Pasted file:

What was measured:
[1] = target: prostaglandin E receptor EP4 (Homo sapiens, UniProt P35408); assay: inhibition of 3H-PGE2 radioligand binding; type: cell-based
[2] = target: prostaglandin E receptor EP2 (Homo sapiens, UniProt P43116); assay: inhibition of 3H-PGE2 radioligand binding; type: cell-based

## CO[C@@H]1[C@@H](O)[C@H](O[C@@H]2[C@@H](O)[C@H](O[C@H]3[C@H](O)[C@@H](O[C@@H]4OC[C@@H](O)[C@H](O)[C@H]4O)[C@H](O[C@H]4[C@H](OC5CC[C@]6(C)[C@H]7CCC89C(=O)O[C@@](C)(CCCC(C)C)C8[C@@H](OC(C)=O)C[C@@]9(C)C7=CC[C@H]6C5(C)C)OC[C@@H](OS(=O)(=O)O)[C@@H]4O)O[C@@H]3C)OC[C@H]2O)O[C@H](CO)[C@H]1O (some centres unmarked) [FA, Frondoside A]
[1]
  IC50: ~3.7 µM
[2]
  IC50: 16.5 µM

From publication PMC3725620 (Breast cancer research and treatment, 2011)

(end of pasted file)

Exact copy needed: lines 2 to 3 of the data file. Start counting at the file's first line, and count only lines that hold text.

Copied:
[1] = target: prostaglandin E receptor EP4 (Homo sapiens, UniProt P35408); assay: inhibition of 3H-PGE2 radioligand binding; type: cell-based
[2] = target: prostaglandin E receptor EP2 (Homo sapiens, UniProt P43116); assay: inhibition of 3H-PGE2 radioligand binding; type: cell-based